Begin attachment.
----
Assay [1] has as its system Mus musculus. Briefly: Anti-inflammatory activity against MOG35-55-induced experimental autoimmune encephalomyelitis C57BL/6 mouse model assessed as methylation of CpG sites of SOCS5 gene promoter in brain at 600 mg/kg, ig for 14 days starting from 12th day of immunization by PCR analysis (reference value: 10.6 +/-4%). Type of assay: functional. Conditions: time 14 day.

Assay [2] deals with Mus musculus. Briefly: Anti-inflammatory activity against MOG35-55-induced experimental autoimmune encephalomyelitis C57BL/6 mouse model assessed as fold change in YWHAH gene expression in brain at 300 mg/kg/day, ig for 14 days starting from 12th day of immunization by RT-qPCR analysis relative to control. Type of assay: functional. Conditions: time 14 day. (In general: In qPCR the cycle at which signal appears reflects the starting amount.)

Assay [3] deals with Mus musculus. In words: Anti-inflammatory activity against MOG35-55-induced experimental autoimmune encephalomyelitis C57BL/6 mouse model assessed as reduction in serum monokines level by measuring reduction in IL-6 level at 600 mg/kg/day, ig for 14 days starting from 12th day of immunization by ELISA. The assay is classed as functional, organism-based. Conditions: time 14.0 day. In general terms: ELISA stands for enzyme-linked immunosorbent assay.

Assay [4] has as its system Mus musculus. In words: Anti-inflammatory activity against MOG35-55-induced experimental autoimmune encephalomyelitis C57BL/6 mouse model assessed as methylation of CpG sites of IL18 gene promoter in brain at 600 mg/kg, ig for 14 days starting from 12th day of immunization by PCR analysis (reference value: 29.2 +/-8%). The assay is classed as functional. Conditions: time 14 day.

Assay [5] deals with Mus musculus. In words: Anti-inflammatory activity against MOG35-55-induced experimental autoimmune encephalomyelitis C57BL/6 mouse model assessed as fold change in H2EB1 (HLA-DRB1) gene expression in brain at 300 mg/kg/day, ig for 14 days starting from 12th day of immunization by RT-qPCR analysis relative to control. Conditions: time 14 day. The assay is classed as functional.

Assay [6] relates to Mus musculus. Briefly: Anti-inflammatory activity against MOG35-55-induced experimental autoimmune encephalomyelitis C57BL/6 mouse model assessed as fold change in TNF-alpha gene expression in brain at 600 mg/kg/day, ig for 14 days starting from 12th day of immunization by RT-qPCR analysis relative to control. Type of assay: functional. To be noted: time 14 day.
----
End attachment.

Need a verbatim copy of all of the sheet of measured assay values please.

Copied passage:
Assay [1] has as its system Mus musculus. Briefly: Anti-inflammatory activity against MOG35-55-induced experimental autoimmune encephalomyelitis C57BL/6 mouse model assessed as methylation of CpG sites of SOCS5 gene promoter in brain at 600 mg/kg, ig for 14 days starting from 12th day of immunization by PCR analysis (reference value: 10.6 +/-4%). Type of assay: functional. Conditions: time 14 day.

Assay [2] deals with Mus musculus. Briefly: Anti-inflammatory activity against MOG35-55-induced experimental autoimmune encephalomyelitis C57BL/6 mouse model assessed as fold change in YWHAH gene expression in brain at 300 mg/kg/day, ig for 14 days starting from 12th day of immunization by RT-qPCR analysis relative to control. Type of assay: functional. Conditions: time 14 day. (In general: In qPCR the cycle at which signal appears reflects the starting amount.)

Assay [3] deals with Mus musculus. In words: Anti-inflammatory activity against MOG35-55-induced experimental autoimmune encephalomyelitis C57BL/6 mouse model assessed as reduction in serum monokines level by measuring reduction in IL-6 level at 600 mg/kg/day, ig for 14 days starting from 12th day of immunization by ELISA. The assay is classed as functional, organism-based. Conditions: time 14.0 day. In general terms: ELISA stands for enzyme-linked immunosorbent assay.

Assay [4] has as its system Mus musculus. In words: Anti-inflammatory activity against MOG35-55-induced experimental autoimmune encephalomyelitis C57BL/6 mouse model assessed as methylation of CpG sites of IL18 gene promoter in brain at 600 mg/kg, ig for 14 days starting from 12th day of immunization by PCR analysis (reference value: 29.2 +/-8%). The assay is classed as functional. Conditions: time 14 day.

Assay [5] deals with Mus musculus. In words: Anti-inflammatory activity against MOG35-55-induced experimental autoimmune encephalomyelitis C57BL/6 mouse model assessed as fold change in H2EB1 (HLA-DRB1) gene expression in brain at 300 mg/kg/day, ig for 14 days starting from 12th day of immunization by RT-qPCR analysis relative to control. Conditions: time 14 day. The assay is classed as functional.

Assay [6] relates to Mus musculus. Briefly: Anti-inflammatory activity against MOG35-55-induced experimental autoimmune encephalomyelitis C57BL/6 mouse model assessed as fold change in TNF-alpha gene expression in brain at 600 mg/kg/day, ig for 14 days starting from 12th day of immunization by RT-qPCR analysis relative to control. Type of assay: functional. To be noted: time 14 day.